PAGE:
Posted on Sunday, November 13, 2005 - 09:43 am:       

OK OK I give in! I have come down with the slatwater bug :D

I took my 10g with the artimea in it and put a penguin 330 on the back. There is nothing in the filter except the biowheels. I put a good sized sponge over the intake tube aswell. I bought two pieces of Bulk Fiji Live Rock that had been curing at my lfs for about a month.

I doubt the artemia will do well but they can always go back to living in pop bottles if they die off.

The Temperature is still only 65deg though. I can't imagine the ocean is all that warm though anyways, but if I understand corectly tmeperature effects Specific Gravity. I have my SG adjusted to 1.024 but at that low temp does that translate to a higher overall ppt?
I'm only a Landscaper; not an English Teacher.
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Laura
Regular Member
Username: roseh

Post Number: 904
Registered: 01-2004
Posted on Sunday, November 13, 2005 - 12:43 pm:       

Exactly why is it that cold? I dont remember reading anywhere that temp affects the sg. I think your sg is fine, but is it the artemia that need the cold water? With fiji rock, you may get quite a die off from all of the critters that cant stand it that cold. Was this rock cured before added to the tank? If not, the artemia are probably in trouble from the die off.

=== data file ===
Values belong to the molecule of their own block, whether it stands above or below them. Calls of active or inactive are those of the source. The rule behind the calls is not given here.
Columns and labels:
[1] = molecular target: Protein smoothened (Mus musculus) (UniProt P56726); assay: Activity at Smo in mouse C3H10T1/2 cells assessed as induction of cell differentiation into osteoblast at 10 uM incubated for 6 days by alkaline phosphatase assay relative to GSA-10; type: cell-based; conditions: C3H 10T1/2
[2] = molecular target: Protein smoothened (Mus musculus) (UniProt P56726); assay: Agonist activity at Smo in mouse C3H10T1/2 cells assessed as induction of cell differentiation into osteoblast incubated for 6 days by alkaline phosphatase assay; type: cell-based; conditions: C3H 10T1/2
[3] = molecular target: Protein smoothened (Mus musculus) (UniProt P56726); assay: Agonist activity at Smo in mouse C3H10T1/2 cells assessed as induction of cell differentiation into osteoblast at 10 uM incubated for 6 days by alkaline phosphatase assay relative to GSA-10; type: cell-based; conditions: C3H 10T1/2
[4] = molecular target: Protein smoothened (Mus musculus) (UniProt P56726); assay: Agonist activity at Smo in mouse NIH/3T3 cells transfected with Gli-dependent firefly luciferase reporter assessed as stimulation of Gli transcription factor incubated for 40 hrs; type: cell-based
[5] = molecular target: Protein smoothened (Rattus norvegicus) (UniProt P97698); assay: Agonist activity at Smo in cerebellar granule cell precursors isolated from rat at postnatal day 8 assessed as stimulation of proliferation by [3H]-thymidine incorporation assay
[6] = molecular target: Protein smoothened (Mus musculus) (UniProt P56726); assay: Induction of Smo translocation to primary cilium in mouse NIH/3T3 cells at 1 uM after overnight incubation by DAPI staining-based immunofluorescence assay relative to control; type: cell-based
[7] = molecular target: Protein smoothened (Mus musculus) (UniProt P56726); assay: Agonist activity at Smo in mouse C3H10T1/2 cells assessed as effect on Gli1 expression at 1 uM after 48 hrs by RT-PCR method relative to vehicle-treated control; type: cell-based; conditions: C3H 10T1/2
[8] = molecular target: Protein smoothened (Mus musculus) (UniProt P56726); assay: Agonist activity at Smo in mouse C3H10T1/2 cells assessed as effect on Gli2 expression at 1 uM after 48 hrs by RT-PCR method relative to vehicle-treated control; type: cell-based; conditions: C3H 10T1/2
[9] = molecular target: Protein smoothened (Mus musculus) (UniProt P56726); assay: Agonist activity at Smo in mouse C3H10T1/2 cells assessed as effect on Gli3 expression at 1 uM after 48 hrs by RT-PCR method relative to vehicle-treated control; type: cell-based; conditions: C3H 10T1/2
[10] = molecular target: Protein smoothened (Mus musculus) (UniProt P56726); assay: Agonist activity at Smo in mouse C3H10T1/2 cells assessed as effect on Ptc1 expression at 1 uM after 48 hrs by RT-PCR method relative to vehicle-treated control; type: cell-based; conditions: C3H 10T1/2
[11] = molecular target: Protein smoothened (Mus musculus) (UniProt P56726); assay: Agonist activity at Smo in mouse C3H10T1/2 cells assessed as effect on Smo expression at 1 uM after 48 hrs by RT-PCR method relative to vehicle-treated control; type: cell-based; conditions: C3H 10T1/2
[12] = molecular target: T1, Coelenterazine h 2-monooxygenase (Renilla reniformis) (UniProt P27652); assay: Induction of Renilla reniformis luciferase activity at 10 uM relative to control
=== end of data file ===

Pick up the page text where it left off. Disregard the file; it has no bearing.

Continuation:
That's not how you spell CHEESE!
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Kenny
Regular Member
Username: kennyman

Post Number: 438
Registered: 05-2005
Posted on Sunday, November 13, 2005 - 01:38 pm:       

There is no heater in this tank. 65 deg F the temperature I keep the main part of my house durring the winter. Is the ocean really so warm in the tropics?